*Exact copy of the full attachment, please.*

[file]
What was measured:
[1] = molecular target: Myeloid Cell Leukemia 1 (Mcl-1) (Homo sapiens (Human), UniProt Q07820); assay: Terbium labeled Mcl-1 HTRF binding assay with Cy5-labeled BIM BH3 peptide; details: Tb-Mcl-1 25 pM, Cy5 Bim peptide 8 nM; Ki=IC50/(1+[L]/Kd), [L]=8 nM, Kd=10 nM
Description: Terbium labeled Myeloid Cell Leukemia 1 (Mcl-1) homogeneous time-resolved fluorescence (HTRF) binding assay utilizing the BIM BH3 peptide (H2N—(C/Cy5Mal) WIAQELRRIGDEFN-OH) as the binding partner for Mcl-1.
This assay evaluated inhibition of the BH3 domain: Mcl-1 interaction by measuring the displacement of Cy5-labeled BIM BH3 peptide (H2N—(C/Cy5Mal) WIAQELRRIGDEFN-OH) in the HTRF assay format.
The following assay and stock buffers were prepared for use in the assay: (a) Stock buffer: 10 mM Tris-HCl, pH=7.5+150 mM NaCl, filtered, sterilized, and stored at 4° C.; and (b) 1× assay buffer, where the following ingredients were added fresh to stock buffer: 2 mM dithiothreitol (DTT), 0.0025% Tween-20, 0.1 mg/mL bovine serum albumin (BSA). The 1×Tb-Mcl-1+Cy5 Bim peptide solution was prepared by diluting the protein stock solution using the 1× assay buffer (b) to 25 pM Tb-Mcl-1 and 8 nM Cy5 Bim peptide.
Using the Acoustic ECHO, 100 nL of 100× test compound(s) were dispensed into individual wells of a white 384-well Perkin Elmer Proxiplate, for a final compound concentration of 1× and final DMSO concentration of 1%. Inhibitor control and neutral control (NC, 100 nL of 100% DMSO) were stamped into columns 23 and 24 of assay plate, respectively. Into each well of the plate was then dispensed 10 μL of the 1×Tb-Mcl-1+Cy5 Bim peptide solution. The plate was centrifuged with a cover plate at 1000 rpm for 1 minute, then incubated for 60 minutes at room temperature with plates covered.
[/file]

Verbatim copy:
What was measured:
[1] = molecular target: Myeloid Cell Leukemia 1 (Mcl-1) (Homo sapiens (Human), UniProt Q07820); assay: Terbium labeled Mcl-1 HTRF binding assay with Cy5-labeled BIM BH3 peptide; details: Tb-Mcl-1 25 pM, Cy5 Bim peptide 8 nM; Ki=IC50/(1+[L]/Kd), [L]=8 nM, Kd=10 nM
Description: Terbium labeled Myeloid Cell Leukemia 1 (Mcl-1) homogeneous time-resolved fluorescence (HTRF) binding assay utilizing the BIM BH3 peptide (H2N—(C/Cy5Mal) WIAQELRRIGDEFN-OH) as the binding partner for Mcl-1.
This assay evaluated inhibition of the BH3 domain: Mcl-1 interaction by measuring the displacement of Cy5-labeled BIM BH3 peptide (H2N—(C/Cy5Mal) WIAQELRRIGDEFN-OH) in the HTRF assay format.
The following assay and stock buffers were prepared for use in the assay: (a) Stock buffer: 10 mM Tris-HCl, pH=7.5+150 mM NaCl, filtered, sterilized, and stored at 4° C.; and (b) 1× assay buffer, where the following ingredients were added fresh to stock buffer: 2 mM dithiothreitol (DTT), 0.0025% Tween-20, 0.1 mg/mL bovine serum albumin (BSA). The 1×Tb-Mcl-1+Cy5 Bim peptide solution was prepared by diluting the protein stock solution using the 1× assay buffer (b) to 25 pM Tb-Mcl-1 and 8 nM Cy5 Bim peptide.
Using the Acoustic ECHO, 100 nL of 100× test compound(s) were dispensed into individual wells of a white 384-well Perkin Elmer Proxiplate, for a final compound concentration of 1× and final DMSO concentration of 1%. Inhibitor control and neutral control (NC, 100 nL of 100% DMSO) were stamped into columns 23 and 24 of assay plate, respectively. Into each well of the plate was then dispensed 10 μL of the 1×Tb-Mcl-1+Cy5 Bim peptide solution. The plate was centrifuged with a cover plate at 1000 rpm for 1 minute, then incubated for 60 minutes at room temperature with plates covered.